Sustainable Technological Innovations that will change the World
There's never been a greater need for sustainable technologies than there is today. We've reached a critical point with regards to climate change, and many entrepreneurs, innovators and businesses are stepping up to the plate to build a greener future.
There are some amazing visionaries out there with the view to create awesome examples of sustainable innovation that are trying to change the world as we know it and pave the way for a more sustainable way of living.
- Ocean Cleanup Garbage collector system, the collector of ocean waste.
When 24-year-old Boyan Slat was just a teenager, he had an ambitious idea to clean the Great Pacific Garbage Patch. Now, a few years later, he is CEO of The Ocean Cleanup, an environmental organisation that has raised well over $31 million dollars to develop a drifting V-shaped system designed to collect waste collection from the oceans. By 2021, it is expected that the organisation will launch a total of 60 drifting V-shaped systems in the Great Pacific Garbage Patch. Moreover, it is predicted that these systems will clean up 50% of the waste in the patch in 5 years’ time.
In 2019, a 600-metre-long crescent-shaped boom was deployed in the Pacific Ocean to scoop up plastic from the Great Pacific Garbage Patch. Built by The Ocean Cleanup, this boom was one in a line of prototypes designed to remove some of the several million tonnes of plastic that have made their fateful path into the ocean, and which mostly circulate in those gyres. The Ocean Cleanup has essentially created an artificial “coastline” in the middle of the Pacific, against which floating plastic gathers, and is later collected by boats that service the area.
- The SeaVax
The SeaVax is a robotic ship which can suck up to 22 million kgs of plastic on an annual basis. The SeaVax is a self-driving ship that runs on solar power and wind. It has special sensors to spot rubbish, as well as sonar to protect ocean life and birds hovering above the water’s surface.
- The Smog Free Project: Air pollution can now be transformed into jewelry
The Smog Free Tower is a 7 meters smog vacuum cleaner that sucks in polluted air, cleaning it through a process of ionization before releasing it again. At its peak performance, the tower cleans 30,000 m3 of air per hour.
With the compressed smog particles collected from the tower jewelry is made, and, by buying and wearing a Smog Free Ring, you're contributing to clean over 1000 m2 of air.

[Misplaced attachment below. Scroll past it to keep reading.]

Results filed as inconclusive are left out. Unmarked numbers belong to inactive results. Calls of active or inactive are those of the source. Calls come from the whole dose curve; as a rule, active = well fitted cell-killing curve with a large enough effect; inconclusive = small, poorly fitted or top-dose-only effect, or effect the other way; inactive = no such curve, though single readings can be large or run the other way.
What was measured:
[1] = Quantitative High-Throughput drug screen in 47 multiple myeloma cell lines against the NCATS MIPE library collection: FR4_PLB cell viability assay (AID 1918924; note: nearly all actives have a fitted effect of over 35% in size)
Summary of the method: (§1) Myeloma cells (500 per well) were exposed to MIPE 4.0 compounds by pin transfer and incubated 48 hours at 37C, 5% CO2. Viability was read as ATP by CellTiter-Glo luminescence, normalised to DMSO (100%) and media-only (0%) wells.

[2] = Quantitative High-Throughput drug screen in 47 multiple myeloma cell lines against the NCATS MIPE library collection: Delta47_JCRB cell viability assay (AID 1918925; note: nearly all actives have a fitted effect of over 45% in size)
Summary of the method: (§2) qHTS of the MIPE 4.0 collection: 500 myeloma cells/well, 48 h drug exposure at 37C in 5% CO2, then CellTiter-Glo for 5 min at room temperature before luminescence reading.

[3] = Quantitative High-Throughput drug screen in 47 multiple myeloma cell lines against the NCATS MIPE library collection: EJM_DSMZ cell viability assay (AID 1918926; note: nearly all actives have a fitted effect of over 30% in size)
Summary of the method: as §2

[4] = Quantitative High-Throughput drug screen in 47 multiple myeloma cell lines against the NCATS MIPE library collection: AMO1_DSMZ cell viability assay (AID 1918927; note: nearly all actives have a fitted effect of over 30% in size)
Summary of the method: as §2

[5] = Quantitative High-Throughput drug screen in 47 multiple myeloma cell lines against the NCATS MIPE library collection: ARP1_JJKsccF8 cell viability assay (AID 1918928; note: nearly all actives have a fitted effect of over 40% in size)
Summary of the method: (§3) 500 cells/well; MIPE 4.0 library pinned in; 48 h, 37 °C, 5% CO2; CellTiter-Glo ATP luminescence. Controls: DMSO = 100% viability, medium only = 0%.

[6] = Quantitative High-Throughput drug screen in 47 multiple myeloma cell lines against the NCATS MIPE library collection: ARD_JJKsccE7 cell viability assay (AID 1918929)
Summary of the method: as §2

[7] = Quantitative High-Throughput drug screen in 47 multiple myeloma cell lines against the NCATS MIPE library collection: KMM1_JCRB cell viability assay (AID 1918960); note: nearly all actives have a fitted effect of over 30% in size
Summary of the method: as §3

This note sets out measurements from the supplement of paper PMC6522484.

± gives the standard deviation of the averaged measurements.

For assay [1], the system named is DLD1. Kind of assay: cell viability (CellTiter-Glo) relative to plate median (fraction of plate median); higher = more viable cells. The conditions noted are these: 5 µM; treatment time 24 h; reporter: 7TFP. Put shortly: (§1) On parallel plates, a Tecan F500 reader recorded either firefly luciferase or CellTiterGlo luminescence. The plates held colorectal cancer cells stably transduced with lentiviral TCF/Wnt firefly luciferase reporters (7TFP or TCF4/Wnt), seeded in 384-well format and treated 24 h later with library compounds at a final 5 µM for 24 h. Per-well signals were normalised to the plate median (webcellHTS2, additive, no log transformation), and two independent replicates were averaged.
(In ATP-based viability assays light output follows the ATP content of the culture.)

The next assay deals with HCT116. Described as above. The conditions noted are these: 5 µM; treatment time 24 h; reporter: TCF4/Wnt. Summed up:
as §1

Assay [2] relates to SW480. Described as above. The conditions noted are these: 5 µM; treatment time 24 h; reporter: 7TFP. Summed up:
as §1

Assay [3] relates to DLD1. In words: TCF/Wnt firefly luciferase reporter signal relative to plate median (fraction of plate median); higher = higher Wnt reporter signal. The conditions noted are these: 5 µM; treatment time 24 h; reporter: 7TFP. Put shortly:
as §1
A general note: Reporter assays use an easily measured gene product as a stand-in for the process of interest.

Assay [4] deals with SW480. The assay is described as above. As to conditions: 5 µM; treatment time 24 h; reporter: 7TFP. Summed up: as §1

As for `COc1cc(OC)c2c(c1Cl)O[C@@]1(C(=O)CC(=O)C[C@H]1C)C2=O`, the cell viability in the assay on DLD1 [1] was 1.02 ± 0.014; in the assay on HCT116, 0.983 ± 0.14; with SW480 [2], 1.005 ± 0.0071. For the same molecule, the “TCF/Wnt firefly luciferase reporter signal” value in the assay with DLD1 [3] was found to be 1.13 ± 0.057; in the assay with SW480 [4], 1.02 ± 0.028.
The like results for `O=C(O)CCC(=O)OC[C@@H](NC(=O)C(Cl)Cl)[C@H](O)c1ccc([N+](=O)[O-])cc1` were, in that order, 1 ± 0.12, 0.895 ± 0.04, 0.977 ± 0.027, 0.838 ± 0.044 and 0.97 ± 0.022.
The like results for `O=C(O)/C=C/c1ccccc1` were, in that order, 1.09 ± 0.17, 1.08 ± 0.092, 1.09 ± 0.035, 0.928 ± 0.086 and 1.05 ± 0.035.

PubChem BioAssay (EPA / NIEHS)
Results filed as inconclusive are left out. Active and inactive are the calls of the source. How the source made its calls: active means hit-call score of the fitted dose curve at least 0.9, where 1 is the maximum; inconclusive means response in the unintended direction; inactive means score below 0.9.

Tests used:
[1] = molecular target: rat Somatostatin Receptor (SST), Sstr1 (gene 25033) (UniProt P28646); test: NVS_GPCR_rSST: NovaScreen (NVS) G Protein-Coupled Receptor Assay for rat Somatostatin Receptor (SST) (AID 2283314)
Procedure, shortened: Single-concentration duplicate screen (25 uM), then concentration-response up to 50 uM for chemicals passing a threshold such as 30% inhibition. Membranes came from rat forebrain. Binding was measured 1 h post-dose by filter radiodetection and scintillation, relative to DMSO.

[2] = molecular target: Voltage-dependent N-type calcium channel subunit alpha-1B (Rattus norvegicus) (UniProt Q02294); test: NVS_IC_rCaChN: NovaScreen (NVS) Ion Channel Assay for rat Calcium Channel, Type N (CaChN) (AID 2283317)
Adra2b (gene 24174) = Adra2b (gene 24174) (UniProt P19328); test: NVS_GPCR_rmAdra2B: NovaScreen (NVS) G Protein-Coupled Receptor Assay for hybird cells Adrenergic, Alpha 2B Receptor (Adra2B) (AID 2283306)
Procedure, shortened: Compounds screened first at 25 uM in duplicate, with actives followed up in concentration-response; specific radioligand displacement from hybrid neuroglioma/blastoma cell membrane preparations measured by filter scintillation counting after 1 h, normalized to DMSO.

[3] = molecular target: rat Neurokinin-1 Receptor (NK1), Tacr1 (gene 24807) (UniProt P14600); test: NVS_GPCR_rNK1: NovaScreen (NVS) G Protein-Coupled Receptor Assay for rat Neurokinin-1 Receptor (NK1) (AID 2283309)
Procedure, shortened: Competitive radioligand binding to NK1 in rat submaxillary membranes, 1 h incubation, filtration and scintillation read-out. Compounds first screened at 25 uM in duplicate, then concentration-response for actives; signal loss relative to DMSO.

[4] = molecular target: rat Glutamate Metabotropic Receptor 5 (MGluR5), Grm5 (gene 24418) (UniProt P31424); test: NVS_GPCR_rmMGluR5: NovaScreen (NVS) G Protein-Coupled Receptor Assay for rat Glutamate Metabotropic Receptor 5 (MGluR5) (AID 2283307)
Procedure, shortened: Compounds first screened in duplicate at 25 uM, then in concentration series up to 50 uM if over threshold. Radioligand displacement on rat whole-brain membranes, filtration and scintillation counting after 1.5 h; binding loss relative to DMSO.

- Solar Glass could cover your home in the future
Researchers at the University of Michigan are developing solar glass, a material that would be able to capture and store solar energy which could change the way we create buildings.
- Transparent Solar Spray Transforms Windows Into Watts
EnSol AS, a Norwegian company, has developed a remarkable new spray-on solar film consisting of metal nanoparticles embedded in a transparent composite matrix that allows you to turn ordinary windows into solar panels. This spray is also clear so you can still see right through the windows.
- AirCarbon: A sustainable plastic for the future
AirCarbon was developed by Newlight Technologies and is a sustainable material made from carbon emissions that would otherwise be released into the air and can have a multitude of uses. It's a verified carbon-negative material, meaning every step of its production and use is fully green and sustainable. Because it is not made from oil like other plastics, it is also a cost-effective alternative to other synthetic materials.
- Pavegen Transforms Foot Steps into Energy!
Pavegen has created a piezoelectric floor tiling system that converts the energy from human foot traffic into electricity that could be applied to train stations, sidewalks or even inside homes to harness the wasted energy from our footsteps into power for the grid.
- Automatic Water Drones
Dutch company RanMarine has created the WasteShark, an autonomous water drone, about the size of a canoe, that skims the calm waters of ports, harbours and marinas and gulps up any floating trash and polluting oils in its path. The device can collect half a tonne of waste a day, which is returned to land to be repurposed.
Hoola One is a Canadian hoover-like contraption to tackle the huge problem of microplastics embedded in beach sand. This device sucks up sand, then uses a tank of water to separate floating microplastics from sinking natural material, which is returned to the beach. Meanwhile, the microplastics (the machine can capture fragments as small as 0.05 millimetres) are siphoned off and contained. Trials showed it could clean three gallons of sand a minute, and gobble up 48 kilograms of microplastics in just a few hours.
- The Seabin
The Seabin was created by passionate surfers Andrew Turton and Pete Ceglinski and is a bucket with a pump and water filtration system that is designed to suck waste and rubbish floating on the water’s surface.
The water filtration system absorbs oil right out from the ocean and then releases cleaner water through the other side of the pump.
- The Green Building Initiative
The Green Building Initiative (GBI) is an international effort towards creating sustainable, resource-efficient buildings. They offer a certification program for commercial buildings that adhere to their environmentally-friendly vision. Their goal is to establish a standard of best practices for green buildings globally, as well as providing third-party assessment tools for sustainability requirements.
But is not all about high technological innovations, everyone can do something to make a difference – even if it is just a small act. Here are some ways in which you can help heal our planet.
- Educate yourself
- Cut down on plastic usage
- Properly dispose rubbish
- Buy eco-friendly products
- Volunteer your time to help clean up
- Support organizations addressing ocean-related issues